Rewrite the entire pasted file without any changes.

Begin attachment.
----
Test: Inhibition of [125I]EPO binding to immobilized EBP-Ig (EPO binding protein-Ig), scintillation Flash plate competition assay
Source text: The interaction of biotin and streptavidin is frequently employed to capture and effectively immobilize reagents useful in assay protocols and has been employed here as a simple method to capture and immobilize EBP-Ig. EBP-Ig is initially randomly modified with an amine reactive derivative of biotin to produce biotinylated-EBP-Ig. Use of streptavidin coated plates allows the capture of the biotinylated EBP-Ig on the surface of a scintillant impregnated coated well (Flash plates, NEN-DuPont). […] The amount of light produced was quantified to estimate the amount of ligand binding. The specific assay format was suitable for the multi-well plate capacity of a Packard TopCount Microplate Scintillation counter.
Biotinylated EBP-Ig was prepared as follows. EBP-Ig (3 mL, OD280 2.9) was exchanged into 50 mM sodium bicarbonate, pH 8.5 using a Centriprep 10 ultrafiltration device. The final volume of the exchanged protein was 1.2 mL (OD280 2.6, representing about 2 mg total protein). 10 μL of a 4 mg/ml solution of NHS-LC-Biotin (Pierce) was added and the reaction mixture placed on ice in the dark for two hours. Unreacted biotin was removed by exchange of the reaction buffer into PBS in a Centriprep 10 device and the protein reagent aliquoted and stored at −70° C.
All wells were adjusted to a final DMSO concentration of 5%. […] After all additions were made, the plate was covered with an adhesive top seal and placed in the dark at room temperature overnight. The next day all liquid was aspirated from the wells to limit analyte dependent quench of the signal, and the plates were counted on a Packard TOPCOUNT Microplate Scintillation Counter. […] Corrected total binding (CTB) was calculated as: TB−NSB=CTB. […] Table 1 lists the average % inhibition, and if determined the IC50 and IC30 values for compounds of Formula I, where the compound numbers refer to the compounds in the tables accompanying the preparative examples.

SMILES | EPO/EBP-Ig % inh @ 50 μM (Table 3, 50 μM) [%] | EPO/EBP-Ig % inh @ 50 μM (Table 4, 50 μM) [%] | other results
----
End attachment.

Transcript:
Test: Inhibition of [125I]EPO binding to immobilized EBP-Ig (EPO binding protein-Ig), scintillation Flash plate competition assay
Source text: The interaction of biotin and streptavidin is frequently employed to capture and effectively immobilize reagents useful in assay protocols and has been employed here as a simple method to capture and immobilize EBP-Ig. EBP-Ig is initially randomly modified with an amine reactive derivative of biotin to produce biotinylated-EBP-Ig. Use of streptavidin coated plates allows the capture of the biotinylated EBP-Ig on the surface of a scintillant impregnated coated well (Flash plates, NEN-DuPont). […] The amount of light produced was quantified to estimate the amount of ligand binding. The specific assay format was suitable for the multi-well plate capacity of a Packard TopCount Microplate Scintillation counter.
Biotinylated EBP-Ig was prepared as follows. EBP-Ig (3 mL, OD280 2.9) was exchanged into 50 mM sodium bicarbonate, pH 8.5 using a Centriprep 10 ultrafiltration device. The final volume of the exchanged protein was 1.2 mL (OD280 2.6, representing about 2 mg total protein). 10 μL of a 4 mg/ml solution of NHS-LC-Biotin (Pierce) was added and the reaction mixture placed on ice in the dark for two hours. Unreacted biotin was removed by exchange of the reaction buffer into PBS in a Centriprep 10 device and the protein reagent aliquoted and stored at −70° C.
All wells were adjusted to a final DMSO concentration of 5%. […] After all additions were made, the plate was covered with an adhesive top seal and placed in the dark at room temperature overnight. The next day all liquid was aspirated from the wells to limit analyte dependent quench of the signal, and the plates were counted on a Packard TOPCOUNT Microplate Scintillation Counter. […] Corrected total binding (CTB) was calculated as: TB−NSB=CTB. […] Table 1 lists the average % inhibition, and if determined the IC50 and IC30 values for compounds of Formula I, where the compound numbers refer to the compounds in the tables accompanying the preparative examples.

SMILES | EPO/EBP-Ig % inh @ 50 μM (Table 3, 50 μM) [%] | EPO/EBP-Ig % inh @ 50 μM (Table 4, 50 μM) [%] | other results